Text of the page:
Robert Christgau: Dean of American Rock Critics

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XTC

  • White Music [Virgin International, 1979] B+
  • Go for 2 [Virgin International, 1979] B-
  • Drums and Wires [Virgin, 1979] A-
  • Black Sea [Virgin/RSO, 1980] B+
  • English Settlement [Virgin/Epic, 1982] B+
  • Mummer [Geffen, 1983] B-
  • Waxworks: Some Singles 1977-1982 [Geffen, 1984] A-
  • The Big Express [Geffen, 1984] B
  • Skylarking [Geffen, 1986] A-
  • Oranges and Lemons [Geffen, 1989] B-
  • Rag and Bone Buffet [Geffen, 1991] Dud
  • Nonsuch [Geffen, 1992] Dud
  • Upsy Daisy Assortment [Geffen, 1997] ***
  • Apple Venus, Pt. 1 [TVT, 1999] B+
  • Wasp Star (Apple Venus Pt. 2) [TVT, 2000] **

Consumer Guide Reviews:

White Music [Virgin International, 1979]
Although it took a year and a half for this debut album by the premier English art-pop band to get released in the States, two Andy Partridge songs on side one aim directly at the American market--"Radios in Motion," which mentions Milwaukee, surely isn't about the BBC, and the avowed purpose of "Statute of Liberty" is to get a look up her skirts. The third, "This Is Pop," is why he missed--radio programmers resent anyone telling them their business, especially subversives who favor herky-jerk rhythms, jerky-herk harmonies, Lene Lovich radar noises, and depressing subject matter. Colin Moulding's songs, on the other hand, are aimed at bored Yes fans, which is why he missed--the lad doesn't know that Yes fans like being bored. B+

Go for 2 [Virgin International, 1979]
Last time they were calling it white music, this time they've released a dub version, and what can you call that except au courant? Or here's another one. It's Andy Partridge who puts the pop in their art-pop, right? If you can tell me whether his "Mecanik Dancing" is pro or con, I'll prove to you that his "Life Is Good in the Greenhouse" means it. B-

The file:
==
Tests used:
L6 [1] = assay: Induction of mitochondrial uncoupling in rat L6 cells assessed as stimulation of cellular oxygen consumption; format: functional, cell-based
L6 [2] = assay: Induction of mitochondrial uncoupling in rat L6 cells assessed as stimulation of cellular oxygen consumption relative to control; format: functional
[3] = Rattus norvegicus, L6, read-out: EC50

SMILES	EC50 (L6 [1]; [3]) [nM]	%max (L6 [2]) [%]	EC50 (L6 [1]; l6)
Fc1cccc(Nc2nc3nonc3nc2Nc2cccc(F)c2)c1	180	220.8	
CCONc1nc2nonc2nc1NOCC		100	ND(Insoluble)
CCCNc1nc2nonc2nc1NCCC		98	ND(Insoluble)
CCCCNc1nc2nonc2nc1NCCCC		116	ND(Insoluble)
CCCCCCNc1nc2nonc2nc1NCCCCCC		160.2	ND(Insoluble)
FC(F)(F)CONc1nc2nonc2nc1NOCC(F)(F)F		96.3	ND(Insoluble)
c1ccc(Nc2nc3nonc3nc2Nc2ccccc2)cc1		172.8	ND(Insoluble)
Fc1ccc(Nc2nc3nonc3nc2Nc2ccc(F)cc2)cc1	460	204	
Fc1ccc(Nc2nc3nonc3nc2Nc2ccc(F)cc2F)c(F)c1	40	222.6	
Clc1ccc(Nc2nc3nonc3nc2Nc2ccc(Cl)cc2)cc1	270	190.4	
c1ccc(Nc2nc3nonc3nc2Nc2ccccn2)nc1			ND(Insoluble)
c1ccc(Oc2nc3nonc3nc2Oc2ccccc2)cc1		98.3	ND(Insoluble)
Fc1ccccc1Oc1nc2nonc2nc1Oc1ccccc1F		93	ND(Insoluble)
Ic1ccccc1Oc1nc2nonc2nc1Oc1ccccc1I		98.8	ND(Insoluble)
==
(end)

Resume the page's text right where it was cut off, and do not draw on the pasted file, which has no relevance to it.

Drums and Wires [Virgin, 1979]
My reservations about this tuneful but willfully eccentric pop are ideological. With its playful clash of cross-currents (crossed wires, really, to go with the jingle drums) it's just a "Complicated Game"--like everything else under the sun, Andy Partridge believes. This idea is an attitude rather than an analysis, and it assures that the music's underlying passion will be strictly formal. But I like games, especially three-handed hearts or this record--which require concentration but not lifetime dedication, and Partridge and Colin Moulding are moving toward a great art-pop mean that will set standards for the genre. Catchy, funny, interesting--and it rocks. A-

Black Sea [Virgin/RSO, 1980]
Virtuosos shouldn't show off--it's bad manners and bad art. I'm suitably dazzled by the breathless pace of their shit--from folk croak to Beach Boys croon in the twinkling of a track, with dissonant whatnot embellishing herkyjerk whozis throughout--but I find their refusal to flow graceless two ways. On what do they predicate their smartypants rights? On words that rarely reclaim clichés about working-class futility, middle-class hypocrisy, militarist atrocity--not to mention love like rockets and girls who glow. They do, however, show real feeling for teen males on the make and, hmm, the recalcitrance of language. B+

English Settlement [Virgin/Epic, 1982]
With voices (filters, chants, wimp cool) and melodies (chants, modes, arts cool) ever more abstract, I figured Colin Moulding had finally conquered Andy Partridge and turned this putative pop band into Yes for the '80s. But it's more like good Argent, really, with the idealism less philosophical than political--melt the guns, urban renewal as bondage, o! that generation gap. And fortunately, the melodies aren't so much abstract as reserved, with the most outgoing stolen from Vivaldi or somebody by none other than Andy Partridge. B+

Mummer [Geffen, 1983]